A River Thames walk to a great pub: The Oiler, London Docklands | London holidays

Near the start of his book Otherlands, palaeobiologist Thomas Halliday sketches the London landscape 50 million years ago: swampy forest and tropical waters filled with crocodiles, sea turtles, mangroves and huge lily pads. Otherlands is a compelling recreation of vanished ecosystems and the ways in which they can help predict possible outcomes of the changing climate. I meet the author for a riverside walk to explore modern London and its traces of past landscapes, and to look at what the future might hold.

My temporal adventure starts, before we meet, in Lesnes Abbey Woods, easy to reach on the new Elizabeth Line. With its 12th-century abbey ruins, bronze age tumulus and ancient mossy forests, walking in this area has always felt like time-travelling. Squirrels and squawking green parakeets flash through the trees as I follow signs to a fossil bed, a sandy area where anyone can come and search for 50-million-year-old shells and sharks’ teeth. A wooden coryphodon, an extinct semi-aquatic mammal whose remains have been found here, guards the entrance.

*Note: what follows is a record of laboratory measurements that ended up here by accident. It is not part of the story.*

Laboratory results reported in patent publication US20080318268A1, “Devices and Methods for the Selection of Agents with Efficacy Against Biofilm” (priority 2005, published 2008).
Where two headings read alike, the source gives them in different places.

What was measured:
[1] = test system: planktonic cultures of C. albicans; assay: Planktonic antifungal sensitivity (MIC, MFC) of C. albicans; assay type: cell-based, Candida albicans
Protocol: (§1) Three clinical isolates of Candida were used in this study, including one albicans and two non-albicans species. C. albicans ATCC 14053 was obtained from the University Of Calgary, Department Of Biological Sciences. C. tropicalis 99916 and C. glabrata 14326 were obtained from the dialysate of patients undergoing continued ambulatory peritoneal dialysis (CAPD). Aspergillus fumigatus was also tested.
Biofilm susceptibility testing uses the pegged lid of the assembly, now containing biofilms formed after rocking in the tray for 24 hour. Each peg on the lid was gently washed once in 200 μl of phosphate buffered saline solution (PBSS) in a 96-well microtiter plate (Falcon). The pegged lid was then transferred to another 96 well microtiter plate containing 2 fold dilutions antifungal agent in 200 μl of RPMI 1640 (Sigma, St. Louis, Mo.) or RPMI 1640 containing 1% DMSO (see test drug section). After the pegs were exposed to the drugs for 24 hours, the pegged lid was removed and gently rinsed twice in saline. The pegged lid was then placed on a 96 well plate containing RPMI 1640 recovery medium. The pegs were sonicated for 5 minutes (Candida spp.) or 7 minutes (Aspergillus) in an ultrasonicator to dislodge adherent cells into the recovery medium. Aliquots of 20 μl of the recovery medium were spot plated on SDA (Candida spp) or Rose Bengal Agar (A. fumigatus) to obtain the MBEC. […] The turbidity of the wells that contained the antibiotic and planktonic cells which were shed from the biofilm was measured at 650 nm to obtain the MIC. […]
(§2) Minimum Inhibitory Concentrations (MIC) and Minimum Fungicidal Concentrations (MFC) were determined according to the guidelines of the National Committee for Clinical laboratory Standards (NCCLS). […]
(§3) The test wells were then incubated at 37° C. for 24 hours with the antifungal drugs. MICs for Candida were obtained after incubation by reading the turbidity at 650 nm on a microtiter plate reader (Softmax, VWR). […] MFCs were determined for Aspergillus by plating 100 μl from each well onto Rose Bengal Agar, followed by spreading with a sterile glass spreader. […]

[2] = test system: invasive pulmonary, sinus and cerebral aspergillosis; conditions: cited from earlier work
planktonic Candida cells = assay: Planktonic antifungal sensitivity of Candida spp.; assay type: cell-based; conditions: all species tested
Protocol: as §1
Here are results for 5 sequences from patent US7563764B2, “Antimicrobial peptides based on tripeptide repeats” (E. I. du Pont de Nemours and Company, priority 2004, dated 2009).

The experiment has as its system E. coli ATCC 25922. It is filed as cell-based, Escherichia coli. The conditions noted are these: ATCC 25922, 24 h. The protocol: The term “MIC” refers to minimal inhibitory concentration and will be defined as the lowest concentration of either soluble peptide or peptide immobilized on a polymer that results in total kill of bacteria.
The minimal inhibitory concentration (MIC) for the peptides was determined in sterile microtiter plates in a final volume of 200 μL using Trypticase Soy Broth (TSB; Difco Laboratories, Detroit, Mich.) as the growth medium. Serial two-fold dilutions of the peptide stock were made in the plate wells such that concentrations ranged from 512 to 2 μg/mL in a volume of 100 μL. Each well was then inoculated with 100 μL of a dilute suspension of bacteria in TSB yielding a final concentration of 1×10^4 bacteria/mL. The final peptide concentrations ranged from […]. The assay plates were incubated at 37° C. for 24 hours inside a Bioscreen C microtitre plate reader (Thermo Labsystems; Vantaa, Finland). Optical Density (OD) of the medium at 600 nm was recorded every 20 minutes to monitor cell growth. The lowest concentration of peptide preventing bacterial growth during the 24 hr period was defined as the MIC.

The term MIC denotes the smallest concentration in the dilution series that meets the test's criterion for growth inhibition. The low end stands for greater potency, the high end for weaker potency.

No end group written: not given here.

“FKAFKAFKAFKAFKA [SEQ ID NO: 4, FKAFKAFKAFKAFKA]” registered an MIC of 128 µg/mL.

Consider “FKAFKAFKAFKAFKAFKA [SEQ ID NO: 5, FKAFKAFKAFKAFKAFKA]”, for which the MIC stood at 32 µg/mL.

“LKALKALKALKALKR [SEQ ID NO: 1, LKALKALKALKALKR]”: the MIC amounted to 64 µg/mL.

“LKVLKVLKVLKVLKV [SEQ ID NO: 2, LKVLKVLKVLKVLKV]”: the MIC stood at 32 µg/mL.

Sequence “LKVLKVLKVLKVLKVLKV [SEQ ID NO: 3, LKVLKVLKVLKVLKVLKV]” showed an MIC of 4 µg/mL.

Remains of the 12th-century abbey, at Lesnes Abbey Woods

Two cheerful pre-schoolers are scraping the dirt with yellow plastic spades. In another corner, an older kid digs patiently with a metal trowel and sieve and soon turns up a sand shark’s tooth, hardly bigger than a blackberry prickle. He offers it to me with the insouciance of a veteran palaeontologist: “I’ve got a whole jar of them at home.” How long has he been interested in fossils? “Since I was born, I think,” he grins up briefly from the serious work of sifting the primeval earth.